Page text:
Do you know that on burning, just one liter of kerosene produces almost 3kg of CO2 into the atmosphere? While in almost every underdeveloped country, kerosene of paraffin is commonly used for lighting purpose, as per estimation, almost 88 billion liters of kerosene is burned every year solely for the purpose of light.

However, in the developed countries, usage of light bulbs is very common. To look more closely, the basic lamp that works on oil, as per the research, produces only 1 percent of light in comparison to a 100W light bulb. Similarly when it comes to efficiency, electrical lighting has no health risks that are typically associated with burning oils or kerosene especially in small homes or poorly ventilated spaces.

While the two third of the entire population in the third world countries is out of electricity supply, there is an efficient and well-reputed company that takes a step in turning the hopes of many into reality.

 

PHILIPS Lighting Revolutionizing the Lives with Solar Power LEDs

The idea of solar power has been there in earlier days as well but the small solar panels were not sufficient to generate enough power for sodium-based bulbs or incandescent. But now this is totally irrelevant to consider since there has been a drop in the LED lighting cost.

“We are at the tipping point in the LED revolution”, said Senior Director – Harry Verhaar – Energy & Climate change and also the head of strategic initiatives – Philips Lighting

As per the idea of Verhaar; this global change of lighting from oils to LEDs is not only crucial to tackling climate change but also very economical for people to afford. Moreover, these solar LEDs will also have several benefits in terms of environment and social, in urban areas instead of just replacing kerosene in rural communalities.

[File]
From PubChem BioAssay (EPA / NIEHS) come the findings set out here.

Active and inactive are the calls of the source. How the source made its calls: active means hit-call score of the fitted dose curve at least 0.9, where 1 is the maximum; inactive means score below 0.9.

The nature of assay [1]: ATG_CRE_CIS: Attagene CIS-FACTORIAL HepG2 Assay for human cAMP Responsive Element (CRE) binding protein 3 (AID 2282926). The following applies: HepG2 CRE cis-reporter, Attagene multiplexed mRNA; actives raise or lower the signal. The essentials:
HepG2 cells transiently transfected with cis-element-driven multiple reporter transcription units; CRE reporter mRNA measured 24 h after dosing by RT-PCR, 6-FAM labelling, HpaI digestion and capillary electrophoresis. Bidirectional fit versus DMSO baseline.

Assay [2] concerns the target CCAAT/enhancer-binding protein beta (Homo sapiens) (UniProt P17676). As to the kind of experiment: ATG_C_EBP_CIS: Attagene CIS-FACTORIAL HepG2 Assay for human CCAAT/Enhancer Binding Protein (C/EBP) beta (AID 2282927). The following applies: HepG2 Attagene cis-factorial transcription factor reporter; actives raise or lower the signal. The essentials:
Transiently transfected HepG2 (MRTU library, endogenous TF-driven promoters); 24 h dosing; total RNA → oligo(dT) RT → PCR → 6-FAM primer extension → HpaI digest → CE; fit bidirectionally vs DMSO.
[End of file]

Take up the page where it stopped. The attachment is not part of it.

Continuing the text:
The company is also expanding its operations and with One Foundation and The Climate Group, Philips is installing solar LED lighting on streets in China. This project has also been chosen for Momentum for Change program by UNFCCC. Along with China, Africa, Egypt, Ghana, Morocco, South Africa and Kenya too are some of the countries which are about to get benefitted from these installations real soon.

When it comes to the cost of this project, it is easily outcast by the many benefits that come with solar LEDs. As Verhaar stated, “the initial investment is obviously higher but when you look at the performance throughout its lifespan, the technology is already cost effective”.

To help the parties get around the cost problem, Philips is offering a few tailored finance packages and the repayments of these loans are based on the energy savings that are predictable hence, the buyer is actually never out of pocket.

Nonetheless, this major innovative step from Philips is commendable. Whereas the private sector is expected to play its role towards the effective implementation of this initiative, Philips efforts will definitely help in achieving the goal of sustainable energy by the year 2030.

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